So what can employees do to counter this pigeonholing, especially those who want to work from home?
If working long hours from the office isn’t an option, employees might consider sending emails early in the morning or late at night, to prove they are on the job at all times. They might also try using their time in the office to build strong connections to co-workers and superiors, like going to lunch with people or organizing in-person meetings?
Meanwhile, managers should be aware that they may be discounting remote workers’ contributions, albeit subconsciously. (Or, they may be monitoring their home-based workers, as The Journal’s Sue Shellenbarger writes.)
“The bottom line is that employees should be wary of work arrangements that reduce their office face time, and supervisors should be wary of using trait-based performance measures, especially when evaluating remote workers,” the article said. “Finally, employees working remotely need to make sure they are evaluated on objective outputs. Barring that, you might consider sending an e-mail to your boss tonight . . . say, around midnight.”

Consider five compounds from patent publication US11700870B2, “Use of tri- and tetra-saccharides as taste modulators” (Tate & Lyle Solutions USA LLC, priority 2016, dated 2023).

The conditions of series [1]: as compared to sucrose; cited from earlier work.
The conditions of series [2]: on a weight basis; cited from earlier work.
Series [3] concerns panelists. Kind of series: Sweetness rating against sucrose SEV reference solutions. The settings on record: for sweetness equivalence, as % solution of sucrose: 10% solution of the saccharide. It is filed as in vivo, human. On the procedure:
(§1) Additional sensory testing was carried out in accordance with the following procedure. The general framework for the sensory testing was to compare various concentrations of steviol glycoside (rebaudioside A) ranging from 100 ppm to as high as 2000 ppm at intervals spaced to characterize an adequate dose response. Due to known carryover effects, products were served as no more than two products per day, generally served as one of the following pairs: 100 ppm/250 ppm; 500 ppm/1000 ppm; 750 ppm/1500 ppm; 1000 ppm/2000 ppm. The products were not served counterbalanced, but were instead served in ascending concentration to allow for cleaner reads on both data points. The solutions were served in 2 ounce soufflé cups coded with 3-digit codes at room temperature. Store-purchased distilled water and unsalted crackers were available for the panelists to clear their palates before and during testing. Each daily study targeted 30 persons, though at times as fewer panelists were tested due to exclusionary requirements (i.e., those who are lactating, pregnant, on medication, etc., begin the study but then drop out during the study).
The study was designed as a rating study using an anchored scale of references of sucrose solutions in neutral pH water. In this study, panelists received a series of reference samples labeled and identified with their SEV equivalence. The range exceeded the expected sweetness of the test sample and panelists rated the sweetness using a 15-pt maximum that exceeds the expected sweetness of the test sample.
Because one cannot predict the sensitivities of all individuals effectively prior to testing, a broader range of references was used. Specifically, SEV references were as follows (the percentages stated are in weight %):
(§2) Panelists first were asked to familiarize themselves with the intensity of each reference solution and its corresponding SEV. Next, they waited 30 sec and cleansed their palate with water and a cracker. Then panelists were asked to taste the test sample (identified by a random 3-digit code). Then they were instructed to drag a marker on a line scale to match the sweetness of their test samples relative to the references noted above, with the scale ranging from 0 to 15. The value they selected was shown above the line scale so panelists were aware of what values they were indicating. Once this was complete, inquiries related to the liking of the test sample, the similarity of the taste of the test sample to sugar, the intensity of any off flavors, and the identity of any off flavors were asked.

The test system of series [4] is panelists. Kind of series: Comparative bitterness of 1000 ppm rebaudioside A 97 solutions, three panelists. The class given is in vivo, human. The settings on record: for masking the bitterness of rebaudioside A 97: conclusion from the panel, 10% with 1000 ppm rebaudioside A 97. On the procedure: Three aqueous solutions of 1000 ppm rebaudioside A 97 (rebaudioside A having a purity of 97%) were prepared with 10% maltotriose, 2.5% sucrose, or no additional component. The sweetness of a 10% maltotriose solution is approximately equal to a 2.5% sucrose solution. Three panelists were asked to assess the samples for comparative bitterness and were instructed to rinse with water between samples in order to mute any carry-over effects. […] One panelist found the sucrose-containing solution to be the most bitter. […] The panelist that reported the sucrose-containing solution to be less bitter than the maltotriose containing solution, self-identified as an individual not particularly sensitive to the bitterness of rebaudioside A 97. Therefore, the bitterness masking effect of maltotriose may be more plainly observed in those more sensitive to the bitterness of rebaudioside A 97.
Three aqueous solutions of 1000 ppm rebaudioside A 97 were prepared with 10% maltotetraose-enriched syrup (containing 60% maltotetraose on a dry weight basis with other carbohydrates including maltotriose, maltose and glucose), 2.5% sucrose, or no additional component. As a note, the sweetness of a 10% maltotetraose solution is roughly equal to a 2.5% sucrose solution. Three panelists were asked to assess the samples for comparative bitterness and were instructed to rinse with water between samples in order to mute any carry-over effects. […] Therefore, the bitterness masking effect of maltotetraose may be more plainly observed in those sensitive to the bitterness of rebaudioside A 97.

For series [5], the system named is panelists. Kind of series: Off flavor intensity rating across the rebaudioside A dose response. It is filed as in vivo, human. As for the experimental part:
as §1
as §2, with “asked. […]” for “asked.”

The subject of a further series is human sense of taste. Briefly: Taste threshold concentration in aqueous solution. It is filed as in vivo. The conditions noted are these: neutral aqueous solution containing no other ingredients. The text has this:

YOU ARE LESS LIKELY TO BE PROMOTED ALSO
The millions of Americans who are skipping out on the daily commute may also be losing out on a promotion.
These so-called ‘telecommuters’ are less likely to receive positive performance reviews from superiors than their colleagues who show up in the office, a new study by MIT Sloan Management Review shows.
The report chalks up much of the discrepancy to managerial subjectivity. Managers are less likely to be comfortable with a worker they don’t actually see on a regular basis. In fact, they may become more irritated with someone who they perceive isn’t available at all times. Telecommuting employees are also less likely to reap the benefits of showing up early and leaving work late than their commuting coworkers.